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Aspects of the pharmacokinetics of itraconazole and voriconazole in the tuatara (Sphenodon punctatus) and application in the treatment of an emerging fungal disease

Alexander, Sarah (2017) Aspects of the pharmacokinetics of itraconazole and voriconazole in the tuatara (Sphenodon punctatus) and application in the treatment of an emerging fungal disease. Professional Doctorate thesis, Murdoch University.

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Tuatara (Sphenodon punctatus) are unique, cold-adapted reptiles endemic to New Zealand. Recently, captive tuatara have been found to be affected by an emerging fungal pathogen, Paranannizziopsis australasiensis. P. australasiensis causes dermatitis in tuatara, and has caused fatal systemic mycosis in a bearded dragon (Pogona vitticeps), and in aquatic file snakes (Acrochordus spp). The discovery of P. australasiensis infections has prevented the release of tuatara from several captive institutions to offshore islands, and has negative implications for the long-term health and welfare of the animals.

A review of the literature revealed that infections caused by organisms related to P. australasiensis are being recognised worldwide as emerging pathogens of reptiles. Little is known about the epidemiology of these often-fatal infections, and treatment with a range of antifungals has met with varying success. There has been little research on antifungal use in reptiles, and none on how environmental temperature affects the pharmacokinetics of antifungals.

This study investigated the microbiological characteristics of P. australasiensis, primarily the growth rate of the fungus at different temperatures, and the Minimum Inhibitory Concentration (MIC) of various antifungal agents for P. australasiensis. It was determined that the optimal growth temperature for P. australasiensis encompasses the range from 20oC-30oC, with scant growth at 12oC, moderate growth at 15oC, and no growth at 37oC. The MICs of antifungals were tested at room temperature and at 37oC, and were not found to be significantly different. MICs of itraconazole and voriconazole for three isolates of P. australasiensis were found to be low, at 0.12mg/L for itraconazole and <0.008mg/L for voriconazole.

The single and multiple dose pharmacokinetics of itraconazole and voriconazole in tuatara were investigated at 12 and 20oC; these are the high and low ends of the tuatara’s preferred optimal temperature zone (POTZ). Results showed statistically significant differences in antifungal elimination half-life between temperatures. With the aid of population pharmacokinetic modelling, optimal dosing regimes for both antifungals were developed for tuatara of different weights. It was established that tuatara should be treated at 20oC, at the high end of POTZ, to facilitate rapid attainment of therapeutic antifungal concentrations, improve clinical outcomes and reduce the risk of adverse effects.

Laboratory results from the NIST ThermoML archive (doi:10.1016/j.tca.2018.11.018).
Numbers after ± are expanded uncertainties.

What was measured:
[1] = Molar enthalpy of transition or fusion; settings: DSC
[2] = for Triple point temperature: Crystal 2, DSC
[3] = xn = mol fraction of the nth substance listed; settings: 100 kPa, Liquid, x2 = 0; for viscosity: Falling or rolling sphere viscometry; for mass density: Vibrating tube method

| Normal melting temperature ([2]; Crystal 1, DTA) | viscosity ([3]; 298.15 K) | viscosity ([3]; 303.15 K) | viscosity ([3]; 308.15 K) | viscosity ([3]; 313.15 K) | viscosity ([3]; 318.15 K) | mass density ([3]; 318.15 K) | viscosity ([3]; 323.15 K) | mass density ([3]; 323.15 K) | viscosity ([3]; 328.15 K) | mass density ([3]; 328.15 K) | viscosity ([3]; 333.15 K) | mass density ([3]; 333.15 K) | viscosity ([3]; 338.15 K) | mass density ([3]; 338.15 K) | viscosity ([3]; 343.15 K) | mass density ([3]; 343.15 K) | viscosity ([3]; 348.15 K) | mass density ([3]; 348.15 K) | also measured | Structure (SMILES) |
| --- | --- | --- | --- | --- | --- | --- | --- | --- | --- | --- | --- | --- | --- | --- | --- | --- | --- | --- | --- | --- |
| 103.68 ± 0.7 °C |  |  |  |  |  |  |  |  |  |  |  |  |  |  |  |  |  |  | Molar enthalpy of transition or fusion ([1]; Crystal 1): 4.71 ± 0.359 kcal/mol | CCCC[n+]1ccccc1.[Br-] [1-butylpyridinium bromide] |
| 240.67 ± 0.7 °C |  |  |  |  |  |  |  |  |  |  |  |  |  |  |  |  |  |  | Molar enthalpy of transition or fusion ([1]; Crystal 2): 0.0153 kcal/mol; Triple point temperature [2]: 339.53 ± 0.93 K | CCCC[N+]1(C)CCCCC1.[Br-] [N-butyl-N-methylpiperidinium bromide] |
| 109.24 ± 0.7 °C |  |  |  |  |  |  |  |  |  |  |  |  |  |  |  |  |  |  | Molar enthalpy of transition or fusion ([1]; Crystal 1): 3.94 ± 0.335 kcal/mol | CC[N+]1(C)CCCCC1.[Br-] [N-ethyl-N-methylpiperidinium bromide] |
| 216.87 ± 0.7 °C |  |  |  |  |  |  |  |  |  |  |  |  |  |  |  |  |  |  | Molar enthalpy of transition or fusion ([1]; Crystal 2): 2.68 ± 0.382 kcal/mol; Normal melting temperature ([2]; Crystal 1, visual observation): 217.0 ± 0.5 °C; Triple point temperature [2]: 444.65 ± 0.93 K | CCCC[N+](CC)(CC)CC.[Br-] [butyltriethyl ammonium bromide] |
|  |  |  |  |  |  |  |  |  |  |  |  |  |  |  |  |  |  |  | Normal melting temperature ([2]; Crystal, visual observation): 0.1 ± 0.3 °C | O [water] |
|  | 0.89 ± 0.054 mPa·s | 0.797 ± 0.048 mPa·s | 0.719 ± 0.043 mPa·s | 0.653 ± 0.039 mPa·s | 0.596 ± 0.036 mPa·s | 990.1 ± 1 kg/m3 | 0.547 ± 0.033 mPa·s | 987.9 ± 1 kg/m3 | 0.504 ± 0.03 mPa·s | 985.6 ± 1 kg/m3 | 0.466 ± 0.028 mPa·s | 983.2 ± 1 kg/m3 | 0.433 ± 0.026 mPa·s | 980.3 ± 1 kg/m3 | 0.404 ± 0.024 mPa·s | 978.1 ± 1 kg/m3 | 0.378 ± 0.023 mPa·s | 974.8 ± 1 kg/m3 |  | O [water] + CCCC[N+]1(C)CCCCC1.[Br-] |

While itraconazole demonstrated more predictable pharmacokinetics than voriconazole in tuatara, itraconazole treatment was associated with significant adverse effects. These included elevated bile acids and uric acid concentrations, and weight loss. While voriconazole appears to be safer, its pharmacokinetics are less predictable, with high inter-individual variability in tuatara administered the same dose rate (a phenomenon also observed in humans). While voriconazole may be a useful antifungal in clinically affected tuatara where dosage can be adjusted based on the response to treatment, its use in an asymptomatic quarantine setting may be limited. The use of higher voriconazole doses may increase the likelihood of maintaining therapeutic concentrations in all treated animals, however the risk of adverse effects increases concomitantly. Furthermore, there are currently no published reports of successful treatment of P. australasiensis in tuatara with voriconazole.

This study also established haematologic and biochemical reference ranges in a group of tuatara. These demonstrated variability in several parameters based on sex and season, and will be a useful tool for assessing health and disease in these and other tuatara.

Item Type: Thesis (Professional Doctorate)
Murdoch Affiliation(s): School of Veterinary and Life Sciences
Supervisor(s): Warren, Kristin
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